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FINDING CURES TOGETHER<sup>SM</sup>

Stand Up To Cancer Announces SU2C Catalyst™ Collaboration with Genentech to Support New Research on Cancer Treatments and Therapies

11/3/2016

​NEW YORK – Stand Up To Cancer (SU2C) announced today an SU2C Catalyst™ collaboration with Genentech, a member of the Roche Group, that will help accelerate the development of new cancer treatments and combination therapies by giving awardees funding and access to a dozen of the company's medicines.

Genentech will provide funding to support several research projects of $1 to $3 million each over a three-year grant term. Applications will be evaluated by a subcommittee of the SU2C Catalyst Executive Committee.

Proposals for SU2C Catalyst Research Grant: Genentech-Supported Projects must be submitted by noon U.S. ET on Dec. 1, 2016. See the program guidelines. Proposals must be submitted through the proposalCentral website.

SU2C Catalyst is a collaborative program managed by SU2C's Scientific Partner, the American Association for Cancer Research (AACR), that is intended to leverage all facets of the pharmaceutical, biotechnology, diagnostic, and devices industries to bring new treatments to patients as rapidly as possible through early-phase clinical trials or translational research.

The Genentech-supported projects will support research into new uses for 12 approved or  investigational medicines: atezolizumab (Tecentriq®), bevacizumab (Avastin®) (combinations only), alectinib (Alecensa®), cobimetinib (Cotellic®), vemurafenib (Zelboraf®), vismodegib (Erivedge®), trastuzumab (Herceptin®) plus pertuzumab (Perjeta®), obinutuzumab (Gazyva®), emactuzumab, anti-CD40, or idasanutlin. Each of these medicines can be investigated alone or in combination with other compounds, biologics, diagnostics, or devices intended as therapeutic interventions, and/or methods for biomarker identification in the following thematic areas of research: 

  • Role of negative or positive regulatory molecules (biomarkers) as predictors of response to immune therapies in the setting of preoperative versus metastatic clinical settings.

  • Neoantigen identification and predictability of clinical effects of immune therapies (checkpoints, adjuvants, endogenous versus exogenous vaccines).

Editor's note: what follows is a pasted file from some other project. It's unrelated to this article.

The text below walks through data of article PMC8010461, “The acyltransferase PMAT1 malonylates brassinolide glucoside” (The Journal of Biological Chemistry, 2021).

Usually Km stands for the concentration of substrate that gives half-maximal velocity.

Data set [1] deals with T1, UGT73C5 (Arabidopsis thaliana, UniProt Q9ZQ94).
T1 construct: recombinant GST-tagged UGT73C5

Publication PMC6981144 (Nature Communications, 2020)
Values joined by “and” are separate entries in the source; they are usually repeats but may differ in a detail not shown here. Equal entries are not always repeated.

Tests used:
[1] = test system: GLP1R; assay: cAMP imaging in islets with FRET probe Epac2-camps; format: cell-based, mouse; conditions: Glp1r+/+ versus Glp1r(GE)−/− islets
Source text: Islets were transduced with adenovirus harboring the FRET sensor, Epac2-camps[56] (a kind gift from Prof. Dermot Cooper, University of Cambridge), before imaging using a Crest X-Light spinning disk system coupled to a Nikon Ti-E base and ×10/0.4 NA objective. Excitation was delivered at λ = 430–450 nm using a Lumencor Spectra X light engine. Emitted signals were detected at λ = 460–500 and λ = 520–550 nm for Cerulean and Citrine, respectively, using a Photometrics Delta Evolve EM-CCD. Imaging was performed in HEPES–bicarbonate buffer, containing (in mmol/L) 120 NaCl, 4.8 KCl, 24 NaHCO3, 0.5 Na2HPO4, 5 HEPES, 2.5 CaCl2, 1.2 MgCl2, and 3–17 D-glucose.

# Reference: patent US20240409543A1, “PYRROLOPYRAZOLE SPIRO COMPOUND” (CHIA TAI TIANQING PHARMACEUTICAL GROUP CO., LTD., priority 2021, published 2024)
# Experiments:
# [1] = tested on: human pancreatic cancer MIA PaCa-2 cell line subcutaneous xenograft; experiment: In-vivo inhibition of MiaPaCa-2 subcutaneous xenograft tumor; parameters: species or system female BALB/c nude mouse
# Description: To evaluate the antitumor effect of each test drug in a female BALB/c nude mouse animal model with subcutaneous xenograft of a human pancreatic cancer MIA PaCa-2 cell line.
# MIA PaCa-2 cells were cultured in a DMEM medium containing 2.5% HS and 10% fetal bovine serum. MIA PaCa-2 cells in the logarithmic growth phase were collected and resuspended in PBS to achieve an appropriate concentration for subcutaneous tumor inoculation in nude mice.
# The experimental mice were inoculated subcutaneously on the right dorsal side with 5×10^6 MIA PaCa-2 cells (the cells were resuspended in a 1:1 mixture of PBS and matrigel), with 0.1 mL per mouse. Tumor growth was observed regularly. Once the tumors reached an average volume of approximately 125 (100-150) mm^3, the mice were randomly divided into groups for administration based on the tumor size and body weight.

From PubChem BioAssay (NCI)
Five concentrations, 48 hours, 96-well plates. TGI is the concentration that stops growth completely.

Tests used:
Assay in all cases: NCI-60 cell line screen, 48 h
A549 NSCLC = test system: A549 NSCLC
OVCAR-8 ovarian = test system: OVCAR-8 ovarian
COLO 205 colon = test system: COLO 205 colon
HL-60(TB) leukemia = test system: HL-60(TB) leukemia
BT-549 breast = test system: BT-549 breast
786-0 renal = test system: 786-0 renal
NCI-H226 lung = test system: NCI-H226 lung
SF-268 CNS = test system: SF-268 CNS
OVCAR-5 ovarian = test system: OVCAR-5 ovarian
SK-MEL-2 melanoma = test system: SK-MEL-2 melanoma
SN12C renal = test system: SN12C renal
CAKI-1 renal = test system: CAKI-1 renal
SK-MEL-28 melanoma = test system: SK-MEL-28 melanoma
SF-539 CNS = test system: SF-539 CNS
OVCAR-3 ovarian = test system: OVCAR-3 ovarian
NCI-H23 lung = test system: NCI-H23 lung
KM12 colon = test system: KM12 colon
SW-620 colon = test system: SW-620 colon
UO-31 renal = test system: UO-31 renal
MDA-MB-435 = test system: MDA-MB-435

• Duration of immune therapies, including after response or disease progression, and impact on immune biomarkers.

"We are deeply grateful for Genentech's support of SU2C Catalyst," said Raymond DuBois, MD, PhD, dean of the College of Medicine, Medical University of South Carolina, and chair of the SU2C Catalyst–Genentech Steering Subcommittee. "The broad range of medicines made available to selected research teams will help pick up the pace at which new treatments are developed for patients who need them."

Collaborations with Merck and Bristol-Myers Squibb through SU2C Catalyst were announced previously.

"We are committed to collaborations like SU2C's Catalyst that can help advance scientific understanding and the development of new treatments to help people with cancer," said Edith Perez, MD, vice president and head of U.S. Medical Affairs for Genentech. "Our goal is to identify which people are most likely to benefit from our medicines as we continue to work towards a cure."

Each SU2C Catalyst project is carried out by a collaborative team of expert investigators. The project must be designed to accelerate the clinical use of therapeutic agents or methods leading to patient involvement within the three-year term of the grant, and to deliver near-term patient benefit, according to the program's guidelines.

Proposals for SU2C Catalyst research projects must be based on perceived opportunities for success, as well as high-priority areas with a critical need for rapid progress beyond current medical care. An emphasis on early-phase, signal-finding clinical trials is encouraged.

SU2C Catalyst is overseen by an executive committee chaired by Nobel Laureate Phillip A. Sharp, PhD, chair of the SU2C Scientific Advisory Committee and institute professor at the Koch Institute for Integrated Cancer Research at the Massachusetts Institute of Technology.

The SU2C Catalyst–Genentech Steering Subcommittee chaired by DuBois will also include three additional academic scientists named by SU2C in consultation with the AACR, and three pharmaceutical industry members named by Genentech. The subcommittee will review submitted grant proposals and make recommendations to the SU2C Catalyst Executive Committee.